Green Party leadership candidate Meryam Haddad said fellow contender Dylan Perceval-Maxwell proposed a “racist” and “offensive” policy during the party’s first official debate, when he said police should “give $20 to every person of colour they stop.”

The exchange happened near the end of a debate that was live-streamed Tuesday afternoon, moderated by Steve Paikin, host of the TVO show The Agenda.

Paikin asked all the candidates what they thought of the call to “defund the police” that has been resonating in protests and vigils around the world, in response to police killings and racial profiling of Black and Indigenous people.

Perceval-Maxwell, a Montreal environmental activist, said he thought “defund the police” was a good idea, and argued law enforcement needs to be “trained better,” although he also said the issue in Canada was not as bad as it was in the United States.

“You have to look at what is working in other places and come up with new ideas, and one of my ideas is for the police to give $20 to every person of colour they stop,” he said.

“This would compensate, a little bit, the trauma and inconvenience of being stopped, and it would make the police think twice before they stop them.”

Paikin then turned to other candidates to make their own points about defunding police. Several minutes later, near the end of the debate, Paikin said he was giving the last word to Haddad, as the person with the least speaking time so far.

“Mr. Perceval-Maxwell, I gotta admit, your $20 solution was super racist, and as a person of colour I find it very, very offensive,” said Haddad, a Montreal refugee lawyer.

“You want to pay people to address systemic racism? It does nothing. What would be the next step — if the person gets beaten up, you give them $50?”

Green Party leadership candidate Meryam Haddad said fellow contender Dylan Perceval-Maxwell proposed a “racist” and “offensive” policy during the party’s first official debate, when he said police should “give $20 to every person of colour they stop.

“No,” Perceval-Maxwell started to object, but debate time had run out, and Paikin moved to wrap things up.

Perceval-Maxwell’s website makes no mention of the police-fee policy in its “Our Vision” platform page. National Observer asked Perceval-Maxwell whether he stood behind his remarks. He did not immediately return an email query before publication.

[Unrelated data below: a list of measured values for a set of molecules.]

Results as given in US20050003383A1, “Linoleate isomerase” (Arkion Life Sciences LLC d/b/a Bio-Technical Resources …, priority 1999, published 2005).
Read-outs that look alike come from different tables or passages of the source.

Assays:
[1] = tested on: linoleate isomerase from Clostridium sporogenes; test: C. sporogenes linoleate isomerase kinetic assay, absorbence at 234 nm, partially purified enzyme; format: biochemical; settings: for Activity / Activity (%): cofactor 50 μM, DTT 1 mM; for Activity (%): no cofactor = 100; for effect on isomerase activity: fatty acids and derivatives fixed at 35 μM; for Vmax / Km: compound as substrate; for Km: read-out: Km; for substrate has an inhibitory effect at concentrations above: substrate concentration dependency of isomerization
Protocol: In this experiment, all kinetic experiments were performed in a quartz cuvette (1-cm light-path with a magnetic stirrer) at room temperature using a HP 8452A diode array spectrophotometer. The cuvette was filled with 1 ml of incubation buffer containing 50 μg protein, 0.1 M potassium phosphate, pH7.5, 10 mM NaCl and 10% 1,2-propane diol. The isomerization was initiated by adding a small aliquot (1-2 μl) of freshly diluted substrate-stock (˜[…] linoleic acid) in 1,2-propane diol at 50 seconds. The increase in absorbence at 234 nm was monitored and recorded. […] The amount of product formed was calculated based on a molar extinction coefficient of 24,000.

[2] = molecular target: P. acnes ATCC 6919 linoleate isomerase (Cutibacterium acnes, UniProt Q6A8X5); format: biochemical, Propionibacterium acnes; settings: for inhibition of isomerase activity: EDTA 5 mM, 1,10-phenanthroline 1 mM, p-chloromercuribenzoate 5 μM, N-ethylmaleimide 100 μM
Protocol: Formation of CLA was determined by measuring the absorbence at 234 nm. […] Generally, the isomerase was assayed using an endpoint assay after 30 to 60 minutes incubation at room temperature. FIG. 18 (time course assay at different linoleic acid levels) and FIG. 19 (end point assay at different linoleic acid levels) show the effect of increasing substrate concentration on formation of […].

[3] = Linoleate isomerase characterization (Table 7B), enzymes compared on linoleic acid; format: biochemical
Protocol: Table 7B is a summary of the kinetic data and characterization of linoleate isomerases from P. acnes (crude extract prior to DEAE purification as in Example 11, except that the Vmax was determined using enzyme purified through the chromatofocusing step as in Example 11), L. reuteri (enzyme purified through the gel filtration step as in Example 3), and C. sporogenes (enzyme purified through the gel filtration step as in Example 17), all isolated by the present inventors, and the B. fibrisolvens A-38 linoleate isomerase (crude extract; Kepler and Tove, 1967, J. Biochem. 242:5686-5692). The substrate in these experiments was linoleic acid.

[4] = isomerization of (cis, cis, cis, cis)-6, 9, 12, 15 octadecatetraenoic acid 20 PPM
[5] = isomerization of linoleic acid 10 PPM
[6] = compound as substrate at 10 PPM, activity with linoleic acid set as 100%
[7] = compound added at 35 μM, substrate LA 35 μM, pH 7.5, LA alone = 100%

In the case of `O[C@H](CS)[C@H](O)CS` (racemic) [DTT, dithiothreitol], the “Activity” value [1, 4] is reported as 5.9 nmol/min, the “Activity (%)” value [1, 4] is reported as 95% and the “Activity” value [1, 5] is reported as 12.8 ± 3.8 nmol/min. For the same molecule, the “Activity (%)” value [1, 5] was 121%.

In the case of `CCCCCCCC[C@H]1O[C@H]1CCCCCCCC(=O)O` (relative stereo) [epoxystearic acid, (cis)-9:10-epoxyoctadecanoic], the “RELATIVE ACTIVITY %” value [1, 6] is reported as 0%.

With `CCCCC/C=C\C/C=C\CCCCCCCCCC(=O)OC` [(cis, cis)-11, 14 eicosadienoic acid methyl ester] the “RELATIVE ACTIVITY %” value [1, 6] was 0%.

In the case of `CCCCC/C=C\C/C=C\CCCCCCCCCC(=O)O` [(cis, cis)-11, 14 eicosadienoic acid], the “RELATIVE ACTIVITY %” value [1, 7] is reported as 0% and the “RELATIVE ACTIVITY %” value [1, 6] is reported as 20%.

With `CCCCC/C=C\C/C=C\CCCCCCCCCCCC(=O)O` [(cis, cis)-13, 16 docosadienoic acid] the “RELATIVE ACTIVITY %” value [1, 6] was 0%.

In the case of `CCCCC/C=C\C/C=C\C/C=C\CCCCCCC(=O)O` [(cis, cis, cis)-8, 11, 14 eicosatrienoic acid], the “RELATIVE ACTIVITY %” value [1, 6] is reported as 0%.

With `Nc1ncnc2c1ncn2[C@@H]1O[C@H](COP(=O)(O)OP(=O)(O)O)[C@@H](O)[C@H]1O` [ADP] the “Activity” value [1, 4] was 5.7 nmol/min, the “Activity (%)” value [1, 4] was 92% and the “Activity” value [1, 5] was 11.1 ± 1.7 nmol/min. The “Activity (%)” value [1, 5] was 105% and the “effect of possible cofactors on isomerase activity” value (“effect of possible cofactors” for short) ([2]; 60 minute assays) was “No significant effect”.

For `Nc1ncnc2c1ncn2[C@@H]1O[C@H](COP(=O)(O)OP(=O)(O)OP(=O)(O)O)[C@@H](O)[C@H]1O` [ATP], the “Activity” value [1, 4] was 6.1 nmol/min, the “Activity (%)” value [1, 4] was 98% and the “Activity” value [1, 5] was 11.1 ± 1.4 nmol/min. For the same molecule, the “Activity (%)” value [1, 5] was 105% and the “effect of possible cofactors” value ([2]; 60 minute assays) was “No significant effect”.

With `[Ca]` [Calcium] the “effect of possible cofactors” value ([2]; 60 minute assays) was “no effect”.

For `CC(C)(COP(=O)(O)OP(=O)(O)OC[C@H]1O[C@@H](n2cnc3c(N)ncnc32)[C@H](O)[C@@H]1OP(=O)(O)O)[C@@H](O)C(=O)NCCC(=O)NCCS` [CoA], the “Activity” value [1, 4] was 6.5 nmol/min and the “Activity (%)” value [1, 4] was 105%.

Tuesday’s debate also featured Courtney Howard, Dimitri Lascaris and Andrew West — all part of the second portion of a two-part debate format. Earlier on Tuesday, Paikin hosted Judy Green, Amita Kuttner, David Merner, Glen Murray and Annamie Paul.

All 10 candidates hope to succeed Green Party parliamentary Leader Elizabeth May, who stepped down after 13 years as national leader last November, triggering a leadership race that will be decided this fall.

The leadership vote will begin on Sept. 26, and end at 3:30 p.m. (all times Pacific Time) on Oct. 3. The results of the vote will be announced later that day.

Carl Meyer / Local Journalism Initiative / Canada's National Observer

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I don't think the remark warranted being called a "racist." Maybe he was thinking out loud and maybe his remark could be called "thoughtless." There might be lots of people of colour who would endorse compensation for acts of racial profiling but that doesn't make it a viable solution. And, essentially it is an organizational structural problem, a cultural problem that is best addressed through education.

Dylan Perceval-Maxwell. Classic case of opening mouth before putting brain in gear. Humans are all too prone to this behaviour, illustrating the built-in non-evolutionary relevance of the sapience species. In our case, humans have evolved wholly useless and superfluous, irrelevant brain power. Every time we open our flapping mouths and wag those muscle bound tongues we push our species closer to well deserved extinction!

Let's face it: this is a classic case of throwing money at something, hoping to relolve it.
Most people understand that it never works, showing up the superficial viewpoint of those who think it does - so inappropriate in a political party leadership candidate!

So because he said something stupid (which I could see coming), this is what we are listening to?
This is sensationalism. What about all the other important issues?

I don’t know that I would call his idea ‘racist’ more than clueless; it definitely shows a complete lack of awareness of this truly important issue in Canada and to Canadians. If this airhead is the best the Green Party has to offer then they have big problems.

I am also shocked that no one called him out for comparing systemic racism in Canada to that in the U..S. I hope we are not using the problems there to negate what has and continues to happen in Canada.

Leadership candidates like Dylan Perceval-Maxwell tend to reflect poorly on the credibility of the Green Party itself. How is it that clownish candidates of this ilk manage to make it to the national stage...

I watched this debate and it amazes me that out of all the important discussions amongst the leadership hopefuls you zero in on a last minute spat between two of the 10 candidates. I did not expect this kind of sensationalist journalism from the National Observer. Sure it happened, but does it deserves the major focus when the real story is the emerging battle for the vision of the party moving forward. The main issues I took away were positioning with the electorate, should the Greens be centralist, like the liberals and be a big tent, or move to become more progressive than the NDP and move into a Bernie Sanders stye socialist tent? Is the party a movement or trying to elect a significant number of members to Parliament? Those were the substantive issues I took away from the debate.